Students at Chadwick Elementary — a mix of African-American children and new immigrants from African, Southeast Asian, Central American and Arabian countries, 79 percent of whom are low-income — are held to a high standard, according to Principal Bonnie Hess. Chadwick Elementary relies on a homegrown reading program to ensure that all their students master the English language, build a robust vocabulary, and can decode and comprehend written English. The proof is in the results. At Chadwick, not only do nearly all students meet state standards in reading and math, but roughly 95 percent of all students (including 93 percent of African-American students and more than 95 percent of low-income students), exceed standards in fifth-grade reading. These scores starkly contrast with the rest of the state, where less than 40 percent of African-American and low-income students exceed standards.

Dr. Carlos J. Finlay Elementary School

Most of the students attending Dr. Carlos J. Finlay Elementary School are the children of recent immigrants from Central America and the Caribbean — 87 percent of Finlay’s students are low-income and more than half are still learning English. But, these challenges only strengthen the resolve of the faculty, many of whom are also the children of immigrants. As Principal Cecilia Sanchez says, “We see ourselves in them.” With instruction in both English and Spanish, teachers aim to ensure that all students are literate in both languages. To this end, they continually evaluate their own work to know with certainty what is working and for which of their students. As a result, higher percentages of Finlay students meet state reading and math standards than in the rest of the state. For example, 73 percent of Finlay’s fifth-graders met or exceeded state reading standards compared with 60 percent of all students statewide.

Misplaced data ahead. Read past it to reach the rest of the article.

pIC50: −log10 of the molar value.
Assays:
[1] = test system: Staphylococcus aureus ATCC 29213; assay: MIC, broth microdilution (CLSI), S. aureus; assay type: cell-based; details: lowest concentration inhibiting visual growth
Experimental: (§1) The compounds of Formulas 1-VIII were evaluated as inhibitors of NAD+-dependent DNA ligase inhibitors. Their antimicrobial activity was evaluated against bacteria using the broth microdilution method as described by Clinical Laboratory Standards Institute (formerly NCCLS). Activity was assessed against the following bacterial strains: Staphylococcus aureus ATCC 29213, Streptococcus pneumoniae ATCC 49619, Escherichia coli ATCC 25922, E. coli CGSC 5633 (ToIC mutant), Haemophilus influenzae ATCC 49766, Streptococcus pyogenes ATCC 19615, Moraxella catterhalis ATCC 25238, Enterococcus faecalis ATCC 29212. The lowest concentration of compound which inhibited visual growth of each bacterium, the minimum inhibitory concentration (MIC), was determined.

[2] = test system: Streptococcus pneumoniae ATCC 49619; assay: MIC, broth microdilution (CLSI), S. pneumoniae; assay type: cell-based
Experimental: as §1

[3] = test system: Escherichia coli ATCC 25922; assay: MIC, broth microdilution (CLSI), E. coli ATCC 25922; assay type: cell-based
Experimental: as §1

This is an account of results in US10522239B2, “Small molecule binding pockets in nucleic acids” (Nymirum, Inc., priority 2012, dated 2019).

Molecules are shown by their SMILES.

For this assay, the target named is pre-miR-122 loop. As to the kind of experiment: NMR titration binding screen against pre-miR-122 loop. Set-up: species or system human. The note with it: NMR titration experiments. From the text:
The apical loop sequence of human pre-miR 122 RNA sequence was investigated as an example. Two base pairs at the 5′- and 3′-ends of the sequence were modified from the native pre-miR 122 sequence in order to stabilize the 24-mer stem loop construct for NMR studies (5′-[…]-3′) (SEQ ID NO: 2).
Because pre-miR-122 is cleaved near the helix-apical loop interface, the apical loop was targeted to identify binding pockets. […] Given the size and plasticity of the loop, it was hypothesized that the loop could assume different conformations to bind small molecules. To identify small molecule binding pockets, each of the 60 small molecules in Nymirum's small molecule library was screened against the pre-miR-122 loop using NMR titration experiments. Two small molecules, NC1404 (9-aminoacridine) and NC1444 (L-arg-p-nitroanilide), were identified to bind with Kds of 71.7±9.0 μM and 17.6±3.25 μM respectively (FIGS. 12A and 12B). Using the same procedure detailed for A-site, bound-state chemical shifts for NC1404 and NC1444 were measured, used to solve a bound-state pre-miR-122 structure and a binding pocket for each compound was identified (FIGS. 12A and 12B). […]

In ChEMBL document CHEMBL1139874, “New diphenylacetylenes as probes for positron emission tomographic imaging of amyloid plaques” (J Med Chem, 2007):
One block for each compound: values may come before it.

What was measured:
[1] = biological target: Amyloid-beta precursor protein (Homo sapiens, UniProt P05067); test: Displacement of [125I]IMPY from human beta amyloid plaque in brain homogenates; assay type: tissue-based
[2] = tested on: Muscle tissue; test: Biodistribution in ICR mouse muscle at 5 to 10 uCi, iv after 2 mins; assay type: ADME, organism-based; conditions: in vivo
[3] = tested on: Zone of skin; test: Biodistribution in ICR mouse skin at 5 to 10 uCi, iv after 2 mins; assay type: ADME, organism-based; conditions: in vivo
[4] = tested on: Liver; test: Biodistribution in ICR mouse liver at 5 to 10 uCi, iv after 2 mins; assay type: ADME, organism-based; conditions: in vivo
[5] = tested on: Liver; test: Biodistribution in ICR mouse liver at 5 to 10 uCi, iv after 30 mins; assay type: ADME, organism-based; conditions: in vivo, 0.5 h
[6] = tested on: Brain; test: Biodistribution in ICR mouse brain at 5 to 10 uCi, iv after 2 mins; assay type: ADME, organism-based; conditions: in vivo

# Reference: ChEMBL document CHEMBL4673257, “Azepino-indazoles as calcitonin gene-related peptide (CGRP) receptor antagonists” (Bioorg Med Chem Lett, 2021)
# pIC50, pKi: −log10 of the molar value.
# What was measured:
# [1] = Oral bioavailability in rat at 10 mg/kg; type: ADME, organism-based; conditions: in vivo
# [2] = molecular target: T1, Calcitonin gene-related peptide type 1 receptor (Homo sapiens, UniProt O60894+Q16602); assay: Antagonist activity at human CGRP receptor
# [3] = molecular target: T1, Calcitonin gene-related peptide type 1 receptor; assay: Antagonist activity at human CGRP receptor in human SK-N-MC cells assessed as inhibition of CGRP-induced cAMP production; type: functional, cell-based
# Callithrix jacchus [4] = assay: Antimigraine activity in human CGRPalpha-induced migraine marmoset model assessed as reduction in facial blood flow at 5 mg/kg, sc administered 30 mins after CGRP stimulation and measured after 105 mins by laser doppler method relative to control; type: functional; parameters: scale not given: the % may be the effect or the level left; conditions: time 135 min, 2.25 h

Pass Christian High School

In a state where only 74 percent of students graduate from high school, 84 percent of Pass Christian High School’s students do — not just white or middle-class students, but also their African-American (31 percent of enrollment) and low-income students (56 percent). And the students don’t just squeak over the graduation line either. Eighty-six percent of the class of 2012 took the ACT exam in 2011, and the average score was 21.4, well above the state average. Their steady improvement trajectory was not even deterred by Hurricane Katrina. As Principal Meredith Bang said, “We were not willing to lose a year of education in the lives of our students.” They set up trailers and kept focused on their mission, “Committed to Excellence.” Pass Christian is focused on preparing all its students for college and other postsecondary opportunities. As one student said, “College was never in my sights — until I moved here.”

We sincerely congratulate all the honorees of the 2013 Dispelling the Myth Award for their dedication and commitment to improving academic achievement for all students regardless of their socioeconomic status.

 Dr. Ronald Holmes is the author of four books, “Education Questions to be Answered,”  “Current Issues and Answers in Education,”  “How to Eradicate Hazing and “Professional Career Paths.” He is publisher of “The Holmes Education Post,” an education focused Internet newspaper.  Holmes is a former teacher, school administrator and district superintendent. He can be reached at rwh@theholmeseducationpost.com.